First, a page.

Why the Alcoholic Beverage Industry Is So Highly Taxed



High taxes

The alcoholic beverage industry is subject to high excise taxes at both state and federal levels. At the third tier of the distribution system, retailers such as bars and restaurants are subject to state sales tax.

The state excise tax varies considerably from state to state and across the three categories of alcoholic beverages, or beer, wine, and spirits. For instance, Washington imposes the highest excise tax on spirits at $35.22 per gallon, compared to $12.80 in Alaska.

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Spirits, the highest taxed category

Distilled spirits are taxed at a federal excise tax of $13.50 per proof gallon, which amounts to ~$0.21 per ounce of alcohol. Beer is taxed at $18 per barrel, or ~$0.10 per ounce of alcohol, assuming that the average alcohol content of beer is 4.5%.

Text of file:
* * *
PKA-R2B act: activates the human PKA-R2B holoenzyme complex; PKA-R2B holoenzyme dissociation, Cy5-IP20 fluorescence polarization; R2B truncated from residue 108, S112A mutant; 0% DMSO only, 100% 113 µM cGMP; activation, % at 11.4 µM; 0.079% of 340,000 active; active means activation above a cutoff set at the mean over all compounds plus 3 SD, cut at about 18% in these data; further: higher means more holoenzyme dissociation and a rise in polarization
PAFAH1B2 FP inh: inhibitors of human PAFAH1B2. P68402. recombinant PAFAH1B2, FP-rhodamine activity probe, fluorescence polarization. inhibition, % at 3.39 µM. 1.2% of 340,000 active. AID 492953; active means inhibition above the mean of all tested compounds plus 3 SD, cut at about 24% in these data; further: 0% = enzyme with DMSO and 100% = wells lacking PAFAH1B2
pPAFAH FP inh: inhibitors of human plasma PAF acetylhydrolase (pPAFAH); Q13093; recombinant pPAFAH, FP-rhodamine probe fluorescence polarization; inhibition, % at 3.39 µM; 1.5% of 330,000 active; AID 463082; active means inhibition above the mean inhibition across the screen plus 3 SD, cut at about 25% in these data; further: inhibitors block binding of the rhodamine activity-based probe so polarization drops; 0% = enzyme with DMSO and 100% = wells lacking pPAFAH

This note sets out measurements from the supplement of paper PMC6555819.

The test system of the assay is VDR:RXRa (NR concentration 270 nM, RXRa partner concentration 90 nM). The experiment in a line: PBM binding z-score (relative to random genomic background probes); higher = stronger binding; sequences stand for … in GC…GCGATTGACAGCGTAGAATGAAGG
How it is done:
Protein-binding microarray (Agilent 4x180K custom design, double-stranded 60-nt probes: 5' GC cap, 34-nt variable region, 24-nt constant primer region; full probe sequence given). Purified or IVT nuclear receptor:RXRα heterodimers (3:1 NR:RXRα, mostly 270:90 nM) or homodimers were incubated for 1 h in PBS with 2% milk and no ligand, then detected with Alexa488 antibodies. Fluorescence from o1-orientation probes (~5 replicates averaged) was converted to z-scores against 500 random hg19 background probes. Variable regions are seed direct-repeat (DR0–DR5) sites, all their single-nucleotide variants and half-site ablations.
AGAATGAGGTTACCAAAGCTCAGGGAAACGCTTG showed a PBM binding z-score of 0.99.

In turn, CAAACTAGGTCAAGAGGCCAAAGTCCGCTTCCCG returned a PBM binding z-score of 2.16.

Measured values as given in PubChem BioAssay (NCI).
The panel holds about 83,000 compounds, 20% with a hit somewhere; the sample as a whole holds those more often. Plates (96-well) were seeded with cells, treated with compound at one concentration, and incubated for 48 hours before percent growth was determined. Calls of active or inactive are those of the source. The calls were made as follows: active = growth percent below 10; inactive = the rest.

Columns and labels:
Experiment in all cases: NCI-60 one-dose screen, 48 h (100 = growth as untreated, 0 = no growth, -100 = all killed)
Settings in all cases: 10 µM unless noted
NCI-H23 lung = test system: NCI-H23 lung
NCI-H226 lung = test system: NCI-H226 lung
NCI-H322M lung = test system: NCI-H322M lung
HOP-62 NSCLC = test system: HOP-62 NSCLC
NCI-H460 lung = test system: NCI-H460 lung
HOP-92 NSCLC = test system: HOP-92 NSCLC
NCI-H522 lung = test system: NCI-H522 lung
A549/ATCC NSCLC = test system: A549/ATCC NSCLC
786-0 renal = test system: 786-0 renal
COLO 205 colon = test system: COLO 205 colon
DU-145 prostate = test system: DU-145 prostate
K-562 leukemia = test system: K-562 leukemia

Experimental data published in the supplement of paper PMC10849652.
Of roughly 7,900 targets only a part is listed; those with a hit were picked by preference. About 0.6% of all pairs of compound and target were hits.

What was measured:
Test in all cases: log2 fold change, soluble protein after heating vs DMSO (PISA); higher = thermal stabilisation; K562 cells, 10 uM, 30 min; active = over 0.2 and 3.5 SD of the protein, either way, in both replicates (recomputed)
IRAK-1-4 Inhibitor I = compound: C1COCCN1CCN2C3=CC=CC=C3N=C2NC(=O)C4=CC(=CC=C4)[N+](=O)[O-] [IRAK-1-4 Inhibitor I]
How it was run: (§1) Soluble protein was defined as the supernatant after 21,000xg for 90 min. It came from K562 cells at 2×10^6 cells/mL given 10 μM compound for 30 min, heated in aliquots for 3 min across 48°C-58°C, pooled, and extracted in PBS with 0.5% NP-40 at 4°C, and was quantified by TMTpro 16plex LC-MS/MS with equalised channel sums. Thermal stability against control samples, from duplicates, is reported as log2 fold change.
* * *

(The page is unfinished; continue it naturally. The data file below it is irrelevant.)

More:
Federal excise tax for wine is $1.07 per gallon, or ~$0.08 per ounce of alcohol, assuming an average alcohol content of 11%. The federal excise tax on alcoholic beverages was last raised in 1991 and prior to that in 1951.

Sin taxes

Industries such as alcoholic beverages, tobacco, and gambling are burdened with heavy taxes by the government. Often called sin taxes, these taxes are imposed on products or activities that are considered socially undesirable.

Alcoholic beverage and tobacco companies such as Constellation Brands (STZ), Anheuser Busch InBev (BUD) (ABI.BR), Altria Group (MO), and Philip Morris International (PM) are part of the consumer staples sector, which constitutes about 9.70% of the SPDR S&P 500 ETF (SPY) and ~9.59% of the iShares Core S&P 500 ETF (IVV).

According to the Alcohol and Tobacco Tax and Trade Bureau, the annual tax revenue of about $23 billion obtained from the alcoholic beverage, tobacco, firearms, and ammunition industries is used to fund national priorities.

The Distilled Spirits Council of the United States says that the direct alcohol excise and sales taxes levied at the federal, state, and local levels account for more than one-third of the shelf price of many popular brands. The government at all levels earns $2 from the sale of alcoholic beverages for every $1 earned by producers, wholesalers, and retailers.


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